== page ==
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Old 11-19-2020, 01:28 PM   #16
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Every buy or sell decision is "market timing" to some degree. I think DCA has a psychological attraction in that there is no one big decision to trumpet or regret. A DCA-er may miss a profit opportunity but we humans are much more sensitive to losses than we are to gains. So DCA is a very human solution to the timing problem.
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Old 11-19-2020, 02:41 PM   #17
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My rationale to invest immediately is that I have an AA to manage volatility. I don't worry about volatility risk in a specific segment of my money, even if it is new. Think big picture.

Put another way, suppose you DON'T have $12K to invest at the start of the year. Would you take $12K out of your investments and then trickle it back in? Probably not, right? There's really no difference between new money and money that you already have invested, except for the human emotion of fear of that one big decision not working out. I try to invest logically, not emotionally.

But if DCA helps you sleep better, do it. Your money is your own business.
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Old 11-19-2020, 03:38 PM   #18
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I probably wouldn't be the one to make the case, but "one" could make a case that in times like right now, when the market is volatile, it might make sense to go all in on a big dip. Other than that, I would invest when I have the money - within the confines of my AA. More than ever, YMMV.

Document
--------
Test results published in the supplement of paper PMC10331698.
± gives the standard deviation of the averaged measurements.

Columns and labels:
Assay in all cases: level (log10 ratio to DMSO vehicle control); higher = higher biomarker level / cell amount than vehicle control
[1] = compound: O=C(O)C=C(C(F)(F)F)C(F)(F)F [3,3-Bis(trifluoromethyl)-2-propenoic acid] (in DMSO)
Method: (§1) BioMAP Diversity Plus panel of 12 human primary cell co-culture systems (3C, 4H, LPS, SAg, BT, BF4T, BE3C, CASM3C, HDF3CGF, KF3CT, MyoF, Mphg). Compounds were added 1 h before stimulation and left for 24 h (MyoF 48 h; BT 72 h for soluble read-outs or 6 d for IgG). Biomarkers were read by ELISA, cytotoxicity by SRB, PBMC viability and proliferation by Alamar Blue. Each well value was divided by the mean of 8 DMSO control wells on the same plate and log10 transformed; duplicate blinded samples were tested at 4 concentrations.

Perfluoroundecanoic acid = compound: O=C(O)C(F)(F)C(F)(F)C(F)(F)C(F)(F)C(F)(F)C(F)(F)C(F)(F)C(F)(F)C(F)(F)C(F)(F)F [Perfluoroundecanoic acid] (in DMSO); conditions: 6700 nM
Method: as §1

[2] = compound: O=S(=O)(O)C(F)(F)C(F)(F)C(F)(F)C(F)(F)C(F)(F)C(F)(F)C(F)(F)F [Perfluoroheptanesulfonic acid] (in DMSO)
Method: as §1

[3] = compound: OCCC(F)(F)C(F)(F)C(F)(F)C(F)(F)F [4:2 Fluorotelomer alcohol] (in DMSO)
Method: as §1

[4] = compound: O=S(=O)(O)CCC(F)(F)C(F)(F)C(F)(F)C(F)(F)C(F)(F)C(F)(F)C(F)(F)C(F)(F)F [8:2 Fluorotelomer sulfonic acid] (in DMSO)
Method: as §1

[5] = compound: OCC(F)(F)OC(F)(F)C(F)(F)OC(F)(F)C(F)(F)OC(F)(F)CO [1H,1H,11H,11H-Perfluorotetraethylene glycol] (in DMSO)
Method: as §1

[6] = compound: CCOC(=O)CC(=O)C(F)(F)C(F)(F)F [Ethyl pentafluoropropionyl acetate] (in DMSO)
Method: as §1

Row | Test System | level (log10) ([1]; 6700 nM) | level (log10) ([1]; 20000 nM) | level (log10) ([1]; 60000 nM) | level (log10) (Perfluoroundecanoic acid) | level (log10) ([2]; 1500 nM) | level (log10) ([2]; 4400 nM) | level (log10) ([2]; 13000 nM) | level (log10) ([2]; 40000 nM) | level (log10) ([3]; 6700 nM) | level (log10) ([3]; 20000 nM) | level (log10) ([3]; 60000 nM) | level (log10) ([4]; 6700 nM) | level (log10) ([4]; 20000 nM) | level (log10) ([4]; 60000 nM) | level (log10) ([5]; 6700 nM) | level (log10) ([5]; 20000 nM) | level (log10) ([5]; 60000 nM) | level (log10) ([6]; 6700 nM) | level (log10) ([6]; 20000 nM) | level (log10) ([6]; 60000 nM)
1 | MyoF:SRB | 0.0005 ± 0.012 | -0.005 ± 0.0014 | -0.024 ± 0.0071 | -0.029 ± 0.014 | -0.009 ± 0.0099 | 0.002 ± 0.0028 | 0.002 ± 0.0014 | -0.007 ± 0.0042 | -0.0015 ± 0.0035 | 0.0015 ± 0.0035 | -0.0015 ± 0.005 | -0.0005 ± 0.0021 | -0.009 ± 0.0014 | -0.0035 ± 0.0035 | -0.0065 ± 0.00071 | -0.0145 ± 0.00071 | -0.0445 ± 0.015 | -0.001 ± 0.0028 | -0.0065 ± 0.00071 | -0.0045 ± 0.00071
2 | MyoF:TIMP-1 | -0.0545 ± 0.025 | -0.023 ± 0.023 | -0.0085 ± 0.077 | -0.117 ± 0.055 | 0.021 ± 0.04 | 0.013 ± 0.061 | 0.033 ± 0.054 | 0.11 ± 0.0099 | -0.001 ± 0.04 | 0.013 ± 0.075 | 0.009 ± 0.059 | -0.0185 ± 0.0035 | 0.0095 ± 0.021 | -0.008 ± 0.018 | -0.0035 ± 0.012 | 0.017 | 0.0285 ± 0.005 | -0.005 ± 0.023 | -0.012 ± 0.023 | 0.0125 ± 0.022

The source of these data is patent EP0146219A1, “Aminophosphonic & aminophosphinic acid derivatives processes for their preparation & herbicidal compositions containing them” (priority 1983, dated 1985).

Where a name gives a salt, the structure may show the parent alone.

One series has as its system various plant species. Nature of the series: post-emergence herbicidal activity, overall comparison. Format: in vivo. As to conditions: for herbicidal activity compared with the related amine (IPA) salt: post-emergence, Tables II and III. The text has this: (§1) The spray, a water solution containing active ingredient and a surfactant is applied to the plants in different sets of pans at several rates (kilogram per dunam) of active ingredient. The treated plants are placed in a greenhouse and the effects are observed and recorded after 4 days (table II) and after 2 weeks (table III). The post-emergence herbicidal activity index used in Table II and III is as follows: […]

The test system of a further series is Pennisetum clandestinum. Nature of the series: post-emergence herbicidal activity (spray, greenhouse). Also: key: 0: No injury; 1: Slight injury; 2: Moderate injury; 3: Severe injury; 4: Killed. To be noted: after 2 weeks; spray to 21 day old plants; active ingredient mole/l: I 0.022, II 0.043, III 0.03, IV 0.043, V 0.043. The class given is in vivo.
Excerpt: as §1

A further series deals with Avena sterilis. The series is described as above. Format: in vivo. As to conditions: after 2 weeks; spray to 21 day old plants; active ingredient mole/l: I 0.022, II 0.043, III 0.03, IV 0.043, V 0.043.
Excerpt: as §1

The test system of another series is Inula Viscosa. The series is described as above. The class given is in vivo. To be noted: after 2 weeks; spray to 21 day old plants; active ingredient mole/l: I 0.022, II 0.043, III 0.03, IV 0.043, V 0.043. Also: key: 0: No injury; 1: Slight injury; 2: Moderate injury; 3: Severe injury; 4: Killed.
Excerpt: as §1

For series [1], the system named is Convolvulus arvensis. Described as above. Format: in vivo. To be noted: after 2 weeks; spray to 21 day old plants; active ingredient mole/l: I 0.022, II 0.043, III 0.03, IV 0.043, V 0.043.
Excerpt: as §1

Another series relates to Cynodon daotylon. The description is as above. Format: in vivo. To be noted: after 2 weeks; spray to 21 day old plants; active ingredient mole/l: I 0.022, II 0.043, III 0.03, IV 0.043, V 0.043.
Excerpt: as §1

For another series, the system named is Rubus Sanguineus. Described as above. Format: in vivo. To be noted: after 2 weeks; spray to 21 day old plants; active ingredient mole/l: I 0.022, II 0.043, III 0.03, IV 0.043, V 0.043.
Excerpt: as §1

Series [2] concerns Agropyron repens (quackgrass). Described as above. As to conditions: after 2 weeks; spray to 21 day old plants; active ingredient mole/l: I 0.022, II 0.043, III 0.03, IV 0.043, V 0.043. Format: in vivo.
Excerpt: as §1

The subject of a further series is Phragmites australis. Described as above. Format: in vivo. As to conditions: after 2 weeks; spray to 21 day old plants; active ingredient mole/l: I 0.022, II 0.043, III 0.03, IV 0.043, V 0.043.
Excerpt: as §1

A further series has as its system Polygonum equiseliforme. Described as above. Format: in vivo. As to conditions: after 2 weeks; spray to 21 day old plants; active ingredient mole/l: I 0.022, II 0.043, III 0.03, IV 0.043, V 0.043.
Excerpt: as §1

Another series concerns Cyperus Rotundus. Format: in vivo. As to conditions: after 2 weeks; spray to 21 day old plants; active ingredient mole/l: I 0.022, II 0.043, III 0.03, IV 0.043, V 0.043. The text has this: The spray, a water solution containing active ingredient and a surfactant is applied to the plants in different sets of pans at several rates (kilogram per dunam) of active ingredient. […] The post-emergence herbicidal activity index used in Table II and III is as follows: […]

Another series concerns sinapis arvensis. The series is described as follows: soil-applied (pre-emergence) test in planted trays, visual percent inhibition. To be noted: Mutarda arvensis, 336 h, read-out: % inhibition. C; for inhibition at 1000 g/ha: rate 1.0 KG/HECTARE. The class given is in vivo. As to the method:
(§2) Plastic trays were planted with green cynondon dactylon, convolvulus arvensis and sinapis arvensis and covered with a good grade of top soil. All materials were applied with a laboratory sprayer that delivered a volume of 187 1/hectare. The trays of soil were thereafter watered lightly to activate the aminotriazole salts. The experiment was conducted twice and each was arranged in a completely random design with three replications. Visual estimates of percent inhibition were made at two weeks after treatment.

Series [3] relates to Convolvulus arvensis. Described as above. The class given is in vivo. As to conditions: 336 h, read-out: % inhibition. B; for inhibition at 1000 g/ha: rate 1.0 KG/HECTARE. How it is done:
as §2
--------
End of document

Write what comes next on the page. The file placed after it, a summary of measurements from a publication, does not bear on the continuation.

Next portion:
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Old 11-19-2020, 05:29 PM   #19
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IIRC, the statistics are something like 2/3 of the time, a lump sum in Jan. beats a 12-month DCA. But you have to know yourself to know whether the other 1/3 of the time would bother you or not.
Yes, you recall correctly. The difference depends on the time frame considered, but generally speaking, investing earlier is better most of the time. I just posted this to another thread asking a variation of the same question.

https://ofdollarsanddata.com/lump-sum-investing/
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Old 11-19-2020, 08:49 PM   #20
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I like to invest as soon as possible. 12k invested in January is in the market longer than 1k/month throughout the next year. On average that should be better.

My one concession to timing is to buy more equities during a bear market. I'll shift my AA a little bit to equities and leave it until the market recovers. That's the one time I'm pretty sure what the market will do, eventually. No big moves, maybe 5% of the portfolio at a time. That leaves bonds/cash to buy more if the market continues down, or to finance expenses if the bear drags on for a long time. Hopefully that makes up for my 25% bond allocation because I'd rather be all equities.